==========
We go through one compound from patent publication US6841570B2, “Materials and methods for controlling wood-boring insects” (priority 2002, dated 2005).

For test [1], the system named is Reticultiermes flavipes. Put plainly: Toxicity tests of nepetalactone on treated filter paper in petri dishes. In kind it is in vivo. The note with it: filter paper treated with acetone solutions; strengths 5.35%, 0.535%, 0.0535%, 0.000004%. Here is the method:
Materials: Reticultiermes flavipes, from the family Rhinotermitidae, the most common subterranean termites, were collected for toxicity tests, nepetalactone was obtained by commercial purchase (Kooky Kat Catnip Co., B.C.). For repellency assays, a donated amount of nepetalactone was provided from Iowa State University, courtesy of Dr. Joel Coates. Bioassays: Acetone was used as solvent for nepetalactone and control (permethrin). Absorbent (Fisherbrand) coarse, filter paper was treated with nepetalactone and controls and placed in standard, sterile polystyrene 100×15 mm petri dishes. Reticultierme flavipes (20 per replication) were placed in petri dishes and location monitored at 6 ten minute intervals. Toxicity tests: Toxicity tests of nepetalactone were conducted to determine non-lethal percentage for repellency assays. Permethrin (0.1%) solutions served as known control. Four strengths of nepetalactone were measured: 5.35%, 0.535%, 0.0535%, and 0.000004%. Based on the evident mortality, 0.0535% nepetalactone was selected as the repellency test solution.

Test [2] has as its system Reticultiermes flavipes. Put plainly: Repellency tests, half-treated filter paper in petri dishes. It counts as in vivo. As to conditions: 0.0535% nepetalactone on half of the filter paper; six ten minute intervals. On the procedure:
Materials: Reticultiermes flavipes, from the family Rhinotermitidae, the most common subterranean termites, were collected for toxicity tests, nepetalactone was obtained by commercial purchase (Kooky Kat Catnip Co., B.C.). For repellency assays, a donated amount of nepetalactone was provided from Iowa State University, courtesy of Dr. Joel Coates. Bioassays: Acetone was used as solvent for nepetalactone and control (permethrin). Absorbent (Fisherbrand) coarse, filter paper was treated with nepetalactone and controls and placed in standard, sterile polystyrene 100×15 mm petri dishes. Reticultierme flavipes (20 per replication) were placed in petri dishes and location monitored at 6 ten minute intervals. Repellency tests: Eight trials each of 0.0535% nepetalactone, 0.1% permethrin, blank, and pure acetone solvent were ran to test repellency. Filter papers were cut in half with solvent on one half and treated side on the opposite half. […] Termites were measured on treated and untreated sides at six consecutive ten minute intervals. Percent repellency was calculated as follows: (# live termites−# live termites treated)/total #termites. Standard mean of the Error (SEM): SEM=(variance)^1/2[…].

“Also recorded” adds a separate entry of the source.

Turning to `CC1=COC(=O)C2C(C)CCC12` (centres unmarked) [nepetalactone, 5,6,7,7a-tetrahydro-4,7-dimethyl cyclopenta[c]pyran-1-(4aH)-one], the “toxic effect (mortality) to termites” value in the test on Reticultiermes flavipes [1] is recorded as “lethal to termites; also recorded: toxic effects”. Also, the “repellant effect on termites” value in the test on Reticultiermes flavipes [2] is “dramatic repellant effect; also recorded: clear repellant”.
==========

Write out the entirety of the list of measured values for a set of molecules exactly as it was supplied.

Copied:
We go through one compound from patent publication US6841570B2, “Materials and methods for controlling wood-boring insects” (priority 2002, dated 2005).

For test [1], the system named is Reticultiermes flavipes. Put plainly: Toxicity tests of nepetalactone on treated filter paper in petri dishes. In kind it is in vivo. The note with it: filter paper treated with acetone solutions; strengths 5.35%, 0.535%, 0.0535%, 0.000004%. Here is the method:
Materials: Reticultiermes flavipes, from the family Rhinotermitidae, the most common subterranean termites, were collected for toxicity tests, nepetalactone was obtained by commercial purchase (Kooky Kat Catnip Co., B.C.). For repellency assays, a donated amount of nepetalactone was provided from Iowa State University, courtesy of Dr. Joel Coates. Bioassays: Acetone was used as solvent for nepetalactone and control (permethrin). Absorbent (Fisherbrand) coarse, filter paper was treated with nepetalactone and controls and placed in standard, sterile polystyrene 100×15 mm petri dishes. Reticultierme flavipes (20 per replication) were placed in petri dishes and location monitored at 6 ten minute intervals. Toxicity tests: Toxicity tests of nepetalactone were conducted to determine non-lethal percentage for repellency assays. Permethrin (0.1%) solutions served as known control. Four strengths of nepetalactone were measured: 5.35%, 0.535%, 0.0535%, and 0.000004%. Based on the evident mortality, 0.0535% nepetalactone was selected as the repellency test solution.

Test [2] has as its system Reticultiermes flavipes. Put plainly: Repellency tests, half-treated filter paper in petri dishes. It counts as in vivo. As to conditions: 0.0535% nepetalactone on half of the filter paper; six ten minute intervals. On the procedure:
Materials: Reticultiermes flavipes, from the family Rhinotermitidae, the most common subterranean termites, were collected for toxicity tests, nepetalactone was obtained by commercial purchase (Kooky Kat Catnip Co., B.C.). For repellency assays, a donated amount of nepetalactone was provided from Iowa State University, courtesy of Dr. Joel Coates. Bioassays: Acetone was used as solvent for nepetalactone and control (permethrin). Absorbent (Fisherbrand) coarse, filter paper was treated with nepetalactone and controls and placed in standard, sterile polystyrene 100×15 mm petri dishes. Reticultierme flavipes (20 per replication) were placed in petri dishes and location monitored at 6 ten minute intervals. Repellency tests: Eight trials each of 0.0535% nepetalactone, 0.1% permethrin, blank, and pure acetone solvent were ran to test repellency. Filter papers were cut in half with solvent on one half and treated side on the opposite half. […] Termites were measured on treated and untreated sides at six consecutive ten minute intervals. Percent repellency was calculated as follows: (# live termites−# live termites treated)/total #termites. Standard mean of the Error (SEM): SEM=(variance)^1/2[…].

“Also recorded” adds a separate entry of the source.

Turning to `CC1=COC(=O)C2C(C)CCC12` (centres unmarked) [nepetalactone, 5,6,7,7a-tetrahydro-4,7-dimethyl cyclopenta[c]pyran-1-(4aH)-one], the “toxic effect (mortality) to termites” value in the test on Reticultiermes flavipes [1] is recorded as “lethal to termites; also recorded: toxic effects”. Also, the “repellant effect on termites” value in the test on Reticultiermes flavipes [2] is “dramatic repellant effect; also recorded: clear repellant”.